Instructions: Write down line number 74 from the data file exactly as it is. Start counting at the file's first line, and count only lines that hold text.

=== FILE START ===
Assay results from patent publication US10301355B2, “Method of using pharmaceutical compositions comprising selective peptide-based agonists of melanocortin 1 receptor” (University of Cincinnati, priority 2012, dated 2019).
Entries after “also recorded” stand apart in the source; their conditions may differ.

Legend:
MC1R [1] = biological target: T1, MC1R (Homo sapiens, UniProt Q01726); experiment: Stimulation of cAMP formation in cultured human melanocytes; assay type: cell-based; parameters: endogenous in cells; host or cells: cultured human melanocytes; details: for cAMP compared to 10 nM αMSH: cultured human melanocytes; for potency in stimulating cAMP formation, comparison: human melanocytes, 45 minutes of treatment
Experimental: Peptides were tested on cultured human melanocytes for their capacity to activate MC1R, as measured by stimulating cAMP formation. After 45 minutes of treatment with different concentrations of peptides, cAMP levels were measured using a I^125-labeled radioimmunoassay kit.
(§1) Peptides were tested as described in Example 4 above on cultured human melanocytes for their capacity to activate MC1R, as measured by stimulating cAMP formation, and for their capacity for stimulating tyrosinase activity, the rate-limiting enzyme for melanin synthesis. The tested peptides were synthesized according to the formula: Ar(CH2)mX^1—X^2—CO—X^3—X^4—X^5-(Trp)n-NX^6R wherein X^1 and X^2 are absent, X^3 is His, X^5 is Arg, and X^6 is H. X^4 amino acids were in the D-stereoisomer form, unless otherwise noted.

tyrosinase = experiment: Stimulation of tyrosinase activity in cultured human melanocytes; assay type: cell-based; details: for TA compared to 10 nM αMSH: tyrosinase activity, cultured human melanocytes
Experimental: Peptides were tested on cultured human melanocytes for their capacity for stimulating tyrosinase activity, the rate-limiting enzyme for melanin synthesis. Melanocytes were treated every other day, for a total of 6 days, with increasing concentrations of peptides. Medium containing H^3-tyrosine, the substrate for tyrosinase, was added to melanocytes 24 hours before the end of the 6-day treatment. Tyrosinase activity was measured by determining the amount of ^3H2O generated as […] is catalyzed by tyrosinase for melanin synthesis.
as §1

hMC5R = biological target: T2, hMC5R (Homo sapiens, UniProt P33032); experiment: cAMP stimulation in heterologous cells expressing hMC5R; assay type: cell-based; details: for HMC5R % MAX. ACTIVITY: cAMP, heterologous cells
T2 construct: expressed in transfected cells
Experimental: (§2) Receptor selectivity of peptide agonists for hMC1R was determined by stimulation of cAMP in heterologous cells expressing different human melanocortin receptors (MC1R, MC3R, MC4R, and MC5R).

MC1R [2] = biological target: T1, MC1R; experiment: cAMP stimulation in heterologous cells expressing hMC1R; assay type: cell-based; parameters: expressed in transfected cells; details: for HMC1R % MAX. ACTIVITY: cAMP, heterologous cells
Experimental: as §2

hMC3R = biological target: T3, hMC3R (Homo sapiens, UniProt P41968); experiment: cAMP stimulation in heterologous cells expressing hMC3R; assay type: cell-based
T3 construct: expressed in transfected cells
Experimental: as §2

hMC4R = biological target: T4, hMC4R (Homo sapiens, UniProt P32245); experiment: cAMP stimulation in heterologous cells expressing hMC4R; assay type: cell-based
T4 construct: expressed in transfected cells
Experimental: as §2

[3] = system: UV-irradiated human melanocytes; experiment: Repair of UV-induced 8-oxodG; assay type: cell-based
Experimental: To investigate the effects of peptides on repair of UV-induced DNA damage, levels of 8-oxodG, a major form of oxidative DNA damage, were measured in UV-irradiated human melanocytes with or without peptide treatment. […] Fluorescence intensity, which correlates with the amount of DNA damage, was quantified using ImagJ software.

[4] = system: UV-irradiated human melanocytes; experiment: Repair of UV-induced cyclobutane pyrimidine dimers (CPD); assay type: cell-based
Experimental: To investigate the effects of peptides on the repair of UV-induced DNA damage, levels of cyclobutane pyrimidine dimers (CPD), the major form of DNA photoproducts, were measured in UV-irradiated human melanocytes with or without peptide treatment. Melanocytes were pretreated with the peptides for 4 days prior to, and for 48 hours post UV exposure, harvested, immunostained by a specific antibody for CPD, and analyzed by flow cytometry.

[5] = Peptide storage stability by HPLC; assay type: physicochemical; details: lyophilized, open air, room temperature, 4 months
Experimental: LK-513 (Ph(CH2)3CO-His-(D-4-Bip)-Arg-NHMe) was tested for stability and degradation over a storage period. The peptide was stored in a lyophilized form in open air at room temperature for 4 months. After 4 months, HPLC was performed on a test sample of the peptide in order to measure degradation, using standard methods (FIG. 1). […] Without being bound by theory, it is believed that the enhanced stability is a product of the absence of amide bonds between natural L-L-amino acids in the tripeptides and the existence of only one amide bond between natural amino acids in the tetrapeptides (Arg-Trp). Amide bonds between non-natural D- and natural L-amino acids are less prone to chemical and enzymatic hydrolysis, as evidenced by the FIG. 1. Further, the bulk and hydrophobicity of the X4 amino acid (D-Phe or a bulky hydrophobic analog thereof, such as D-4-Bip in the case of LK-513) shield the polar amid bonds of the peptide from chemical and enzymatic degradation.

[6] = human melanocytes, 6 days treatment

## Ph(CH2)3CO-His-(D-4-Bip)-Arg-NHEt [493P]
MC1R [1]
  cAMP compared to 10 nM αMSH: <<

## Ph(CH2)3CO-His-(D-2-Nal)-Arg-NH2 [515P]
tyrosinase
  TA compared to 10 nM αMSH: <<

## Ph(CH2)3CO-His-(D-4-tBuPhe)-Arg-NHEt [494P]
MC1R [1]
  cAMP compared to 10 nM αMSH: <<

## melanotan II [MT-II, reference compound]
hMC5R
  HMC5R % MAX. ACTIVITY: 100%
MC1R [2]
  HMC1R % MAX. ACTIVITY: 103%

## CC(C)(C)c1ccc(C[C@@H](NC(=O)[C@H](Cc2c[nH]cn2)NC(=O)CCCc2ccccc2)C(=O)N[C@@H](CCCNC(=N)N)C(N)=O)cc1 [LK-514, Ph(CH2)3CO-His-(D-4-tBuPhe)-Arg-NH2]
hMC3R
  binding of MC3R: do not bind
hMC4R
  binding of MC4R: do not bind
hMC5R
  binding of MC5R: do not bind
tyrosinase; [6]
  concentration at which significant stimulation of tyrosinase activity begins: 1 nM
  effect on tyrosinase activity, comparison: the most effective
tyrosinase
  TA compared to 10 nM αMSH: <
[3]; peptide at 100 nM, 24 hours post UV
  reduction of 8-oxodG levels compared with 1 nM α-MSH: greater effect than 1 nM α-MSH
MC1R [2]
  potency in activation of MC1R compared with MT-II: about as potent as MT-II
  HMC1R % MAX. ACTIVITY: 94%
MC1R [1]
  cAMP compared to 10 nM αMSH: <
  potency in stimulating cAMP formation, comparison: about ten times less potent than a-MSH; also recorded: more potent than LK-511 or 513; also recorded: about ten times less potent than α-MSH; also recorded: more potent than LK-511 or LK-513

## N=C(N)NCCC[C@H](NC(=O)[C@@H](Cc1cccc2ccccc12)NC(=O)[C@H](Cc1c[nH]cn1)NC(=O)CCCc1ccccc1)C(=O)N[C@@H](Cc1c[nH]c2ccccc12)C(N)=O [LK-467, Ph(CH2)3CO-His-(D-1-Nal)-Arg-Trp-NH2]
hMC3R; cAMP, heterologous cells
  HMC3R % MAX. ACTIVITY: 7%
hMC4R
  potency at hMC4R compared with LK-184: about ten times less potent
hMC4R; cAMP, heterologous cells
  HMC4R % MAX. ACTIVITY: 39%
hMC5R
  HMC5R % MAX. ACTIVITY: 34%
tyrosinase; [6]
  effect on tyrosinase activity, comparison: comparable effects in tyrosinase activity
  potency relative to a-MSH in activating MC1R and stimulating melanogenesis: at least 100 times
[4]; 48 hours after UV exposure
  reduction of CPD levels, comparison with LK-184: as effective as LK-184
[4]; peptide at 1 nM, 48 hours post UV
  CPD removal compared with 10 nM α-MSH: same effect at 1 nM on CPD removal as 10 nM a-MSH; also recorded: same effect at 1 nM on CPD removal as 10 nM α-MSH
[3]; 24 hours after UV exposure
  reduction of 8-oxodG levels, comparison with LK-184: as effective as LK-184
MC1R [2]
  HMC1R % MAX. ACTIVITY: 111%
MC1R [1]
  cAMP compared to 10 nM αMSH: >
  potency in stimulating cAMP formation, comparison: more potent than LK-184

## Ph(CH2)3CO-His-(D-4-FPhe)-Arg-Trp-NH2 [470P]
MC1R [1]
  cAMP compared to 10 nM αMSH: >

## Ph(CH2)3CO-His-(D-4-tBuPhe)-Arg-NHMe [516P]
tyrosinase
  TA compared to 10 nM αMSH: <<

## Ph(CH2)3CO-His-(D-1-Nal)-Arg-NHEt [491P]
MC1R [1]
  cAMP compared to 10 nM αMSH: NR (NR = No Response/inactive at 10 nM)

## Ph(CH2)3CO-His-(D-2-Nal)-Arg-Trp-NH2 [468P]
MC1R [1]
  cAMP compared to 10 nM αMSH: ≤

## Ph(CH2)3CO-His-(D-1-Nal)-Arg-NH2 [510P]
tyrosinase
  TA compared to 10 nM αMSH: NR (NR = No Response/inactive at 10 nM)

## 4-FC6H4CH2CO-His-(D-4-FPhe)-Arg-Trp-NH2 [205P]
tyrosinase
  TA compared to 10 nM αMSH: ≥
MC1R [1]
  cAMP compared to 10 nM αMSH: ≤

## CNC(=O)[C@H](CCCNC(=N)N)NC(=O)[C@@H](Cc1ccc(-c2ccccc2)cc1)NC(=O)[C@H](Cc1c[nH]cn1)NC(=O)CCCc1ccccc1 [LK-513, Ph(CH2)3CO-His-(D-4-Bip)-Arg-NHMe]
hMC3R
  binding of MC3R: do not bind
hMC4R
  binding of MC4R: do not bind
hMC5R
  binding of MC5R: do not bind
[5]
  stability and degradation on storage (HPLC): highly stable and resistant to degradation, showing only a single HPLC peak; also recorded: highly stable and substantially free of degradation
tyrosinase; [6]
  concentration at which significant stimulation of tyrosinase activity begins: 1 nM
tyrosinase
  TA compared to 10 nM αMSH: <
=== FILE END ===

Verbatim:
[4]; 48 hours after UV exposure